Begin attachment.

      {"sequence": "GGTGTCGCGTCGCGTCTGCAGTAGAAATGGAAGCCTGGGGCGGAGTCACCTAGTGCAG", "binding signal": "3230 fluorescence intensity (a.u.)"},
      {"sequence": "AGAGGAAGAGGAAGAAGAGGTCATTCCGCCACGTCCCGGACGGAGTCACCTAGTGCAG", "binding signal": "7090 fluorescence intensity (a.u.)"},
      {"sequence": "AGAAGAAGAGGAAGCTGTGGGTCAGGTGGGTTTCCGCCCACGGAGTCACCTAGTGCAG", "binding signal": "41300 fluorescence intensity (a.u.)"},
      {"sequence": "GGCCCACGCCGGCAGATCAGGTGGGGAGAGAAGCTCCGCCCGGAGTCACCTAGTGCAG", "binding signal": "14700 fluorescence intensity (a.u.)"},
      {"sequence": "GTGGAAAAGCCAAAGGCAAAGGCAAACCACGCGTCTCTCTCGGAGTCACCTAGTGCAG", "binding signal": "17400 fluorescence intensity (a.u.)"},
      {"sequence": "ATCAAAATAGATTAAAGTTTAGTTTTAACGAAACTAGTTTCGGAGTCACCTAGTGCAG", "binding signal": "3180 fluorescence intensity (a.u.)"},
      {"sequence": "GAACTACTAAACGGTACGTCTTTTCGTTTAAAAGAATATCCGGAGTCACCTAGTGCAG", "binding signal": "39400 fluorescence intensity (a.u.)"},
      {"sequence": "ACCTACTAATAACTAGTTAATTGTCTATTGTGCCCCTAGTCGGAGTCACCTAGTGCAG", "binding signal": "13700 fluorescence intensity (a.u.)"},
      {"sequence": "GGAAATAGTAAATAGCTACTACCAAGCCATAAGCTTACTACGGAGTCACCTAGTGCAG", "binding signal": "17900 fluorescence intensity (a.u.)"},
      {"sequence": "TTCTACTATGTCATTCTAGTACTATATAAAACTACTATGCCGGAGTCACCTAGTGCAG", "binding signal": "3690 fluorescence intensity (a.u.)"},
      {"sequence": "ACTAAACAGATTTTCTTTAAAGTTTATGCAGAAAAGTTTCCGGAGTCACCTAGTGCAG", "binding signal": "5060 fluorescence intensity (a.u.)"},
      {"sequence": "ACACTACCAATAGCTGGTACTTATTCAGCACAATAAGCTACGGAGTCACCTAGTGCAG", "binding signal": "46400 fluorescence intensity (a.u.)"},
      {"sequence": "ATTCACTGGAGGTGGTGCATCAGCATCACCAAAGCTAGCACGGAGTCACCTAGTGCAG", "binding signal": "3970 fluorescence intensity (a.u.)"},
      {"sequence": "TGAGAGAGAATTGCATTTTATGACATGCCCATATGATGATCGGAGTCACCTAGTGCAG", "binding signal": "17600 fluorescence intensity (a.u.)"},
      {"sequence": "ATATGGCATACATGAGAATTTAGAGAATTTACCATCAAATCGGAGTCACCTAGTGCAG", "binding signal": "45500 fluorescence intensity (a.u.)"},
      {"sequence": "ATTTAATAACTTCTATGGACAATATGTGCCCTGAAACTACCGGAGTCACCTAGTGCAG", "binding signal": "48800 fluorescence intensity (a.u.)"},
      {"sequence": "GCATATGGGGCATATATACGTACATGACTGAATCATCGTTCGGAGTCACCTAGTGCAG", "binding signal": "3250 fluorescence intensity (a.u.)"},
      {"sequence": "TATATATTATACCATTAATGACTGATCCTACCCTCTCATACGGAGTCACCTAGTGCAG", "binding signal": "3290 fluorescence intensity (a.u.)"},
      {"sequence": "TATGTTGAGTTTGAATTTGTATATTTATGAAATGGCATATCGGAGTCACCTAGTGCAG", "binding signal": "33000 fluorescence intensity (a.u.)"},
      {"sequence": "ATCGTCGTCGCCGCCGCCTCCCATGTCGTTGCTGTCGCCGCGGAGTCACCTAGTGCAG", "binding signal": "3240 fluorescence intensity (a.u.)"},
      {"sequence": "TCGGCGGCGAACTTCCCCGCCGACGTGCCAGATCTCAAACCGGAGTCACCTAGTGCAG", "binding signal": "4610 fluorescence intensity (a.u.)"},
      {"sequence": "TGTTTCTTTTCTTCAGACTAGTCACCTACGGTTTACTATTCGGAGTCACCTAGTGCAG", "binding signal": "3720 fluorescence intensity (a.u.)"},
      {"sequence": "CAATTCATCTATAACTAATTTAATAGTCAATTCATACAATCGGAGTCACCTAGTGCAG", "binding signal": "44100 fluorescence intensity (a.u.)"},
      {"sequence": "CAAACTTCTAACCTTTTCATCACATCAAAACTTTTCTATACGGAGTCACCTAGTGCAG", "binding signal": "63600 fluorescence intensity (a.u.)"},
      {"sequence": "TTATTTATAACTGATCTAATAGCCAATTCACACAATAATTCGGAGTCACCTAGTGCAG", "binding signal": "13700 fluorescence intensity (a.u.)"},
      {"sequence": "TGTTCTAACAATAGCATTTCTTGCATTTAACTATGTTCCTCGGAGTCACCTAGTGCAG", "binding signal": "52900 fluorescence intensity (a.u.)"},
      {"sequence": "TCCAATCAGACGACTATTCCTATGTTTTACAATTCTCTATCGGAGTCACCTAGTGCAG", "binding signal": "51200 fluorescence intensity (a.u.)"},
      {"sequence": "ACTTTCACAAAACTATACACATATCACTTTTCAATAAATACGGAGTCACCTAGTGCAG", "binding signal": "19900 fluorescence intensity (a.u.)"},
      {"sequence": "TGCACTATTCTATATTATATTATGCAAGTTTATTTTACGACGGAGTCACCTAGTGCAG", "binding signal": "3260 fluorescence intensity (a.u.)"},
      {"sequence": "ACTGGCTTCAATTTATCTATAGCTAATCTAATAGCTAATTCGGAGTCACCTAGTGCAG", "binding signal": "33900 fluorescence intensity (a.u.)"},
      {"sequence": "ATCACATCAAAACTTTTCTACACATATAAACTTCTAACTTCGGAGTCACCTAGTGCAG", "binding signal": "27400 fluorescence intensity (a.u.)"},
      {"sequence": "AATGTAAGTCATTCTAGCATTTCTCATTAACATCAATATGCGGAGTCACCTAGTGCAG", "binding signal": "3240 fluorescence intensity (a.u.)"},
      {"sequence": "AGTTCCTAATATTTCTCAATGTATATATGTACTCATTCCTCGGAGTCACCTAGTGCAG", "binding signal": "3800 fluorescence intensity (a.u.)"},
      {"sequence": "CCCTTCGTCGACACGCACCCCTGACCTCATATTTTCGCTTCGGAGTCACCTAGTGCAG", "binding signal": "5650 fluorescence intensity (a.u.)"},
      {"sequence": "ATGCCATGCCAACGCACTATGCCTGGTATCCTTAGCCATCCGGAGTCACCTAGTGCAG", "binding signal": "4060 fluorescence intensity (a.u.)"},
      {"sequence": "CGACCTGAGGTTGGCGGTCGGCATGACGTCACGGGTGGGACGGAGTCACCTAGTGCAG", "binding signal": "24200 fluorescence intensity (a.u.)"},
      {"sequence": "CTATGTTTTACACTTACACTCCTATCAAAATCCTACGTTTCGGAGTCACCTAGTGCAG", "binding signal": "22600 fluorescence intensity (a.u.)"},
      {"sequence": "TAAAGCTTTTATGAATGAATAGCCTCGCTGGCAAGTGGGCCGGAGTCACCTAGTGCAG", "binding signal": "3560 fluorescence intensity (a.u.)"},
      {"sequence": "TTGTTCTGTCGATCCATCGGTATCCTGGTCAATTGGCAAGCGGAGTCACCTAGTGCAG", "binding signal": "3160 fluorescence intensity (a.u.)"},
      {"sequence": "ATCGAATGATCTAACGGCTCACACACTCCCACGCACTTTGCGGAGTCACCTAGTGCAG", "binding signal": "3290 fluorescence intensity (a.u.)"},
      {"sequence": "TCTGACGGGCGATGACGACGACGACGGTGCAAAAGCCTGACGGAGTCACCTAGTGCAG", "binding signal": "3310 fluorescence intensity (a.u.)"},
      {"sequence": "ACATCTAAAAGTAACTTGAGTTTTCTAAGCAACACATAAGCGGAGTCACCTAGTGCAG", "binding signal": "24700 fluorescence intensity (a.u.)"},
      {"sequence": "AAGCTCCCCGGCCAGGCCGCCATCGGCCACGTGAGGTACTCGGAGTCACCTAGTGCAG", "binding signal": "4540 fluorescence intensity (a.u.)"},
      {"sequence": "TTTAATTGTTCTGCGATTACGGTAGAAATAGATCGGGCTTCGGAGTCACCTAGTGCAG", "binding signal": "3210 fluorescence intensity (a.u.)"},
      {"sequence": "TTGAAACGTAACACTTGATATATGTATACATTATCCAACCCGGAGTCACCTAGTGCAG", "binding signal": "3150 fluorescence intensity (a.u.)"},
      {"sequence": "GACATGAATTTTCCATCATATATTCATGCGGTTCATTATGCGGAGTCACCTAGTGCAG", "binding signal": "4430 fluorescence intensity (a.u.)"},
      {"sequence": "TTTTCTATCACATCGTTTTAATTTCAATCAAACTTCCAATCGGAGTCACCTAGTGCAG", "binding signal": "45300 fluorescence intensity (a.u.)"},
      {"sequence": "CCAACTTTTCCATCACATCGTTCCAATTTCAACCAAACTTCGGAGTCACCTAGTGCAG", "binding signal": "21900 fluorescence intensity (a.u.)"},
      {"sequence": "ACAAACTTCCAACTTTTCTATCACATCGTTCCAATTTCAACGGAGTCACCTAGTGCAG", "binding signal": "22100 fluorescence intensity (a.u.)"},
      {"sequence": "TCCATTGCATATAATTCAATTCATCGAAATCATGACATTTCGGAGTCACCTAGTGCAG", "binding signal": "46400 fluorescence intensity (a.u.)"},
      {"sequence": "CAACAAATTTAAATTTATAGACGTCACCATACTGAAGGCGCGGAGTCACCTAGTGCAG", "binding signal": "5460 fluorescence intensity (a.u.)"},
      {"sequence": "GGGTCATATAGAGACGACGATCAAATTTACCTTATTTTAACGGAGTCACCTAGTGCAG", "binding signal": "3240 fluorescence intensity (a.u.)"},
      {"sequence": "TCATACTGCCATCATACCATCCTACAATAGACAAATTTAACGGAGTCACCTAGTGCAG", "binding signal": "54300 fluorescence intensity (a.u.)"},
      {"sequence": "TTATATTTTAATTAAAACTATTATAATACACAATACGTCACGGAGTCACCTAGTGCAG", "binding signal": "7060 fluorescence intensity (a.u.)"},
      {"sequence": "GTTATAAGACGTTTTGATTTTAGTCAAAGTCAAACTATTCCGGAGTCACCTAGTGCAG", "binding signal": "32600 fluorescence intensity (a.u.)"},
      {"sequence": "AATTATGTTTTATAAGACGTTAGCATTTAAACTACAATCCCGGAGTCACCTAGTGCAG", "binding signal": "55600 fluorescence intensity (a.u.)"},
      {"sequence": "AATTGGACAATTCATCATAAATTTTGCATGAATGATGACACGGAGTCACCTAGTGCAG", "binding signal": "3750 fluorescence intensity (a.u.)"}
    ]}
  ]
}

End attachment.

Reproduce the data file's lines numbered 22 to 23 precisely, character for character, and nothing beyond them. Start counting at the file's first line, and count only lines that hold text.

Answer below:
      {"sequence": "TGTTTCTTTTCTTCAGACTAGTCACCTACGGTTTACTATTCGGAGTCACCTAGTGCAG", "binding signal": "3720 fluorescence intensity (a.u.)"},
      {"sequence": "CAATTCATCTATAACTAATTTAATAGTCAATTCATACAATCGGAGTCACCTAGTGCAG", "binding signal": "44100 fluorescence intensity (a.u.)"},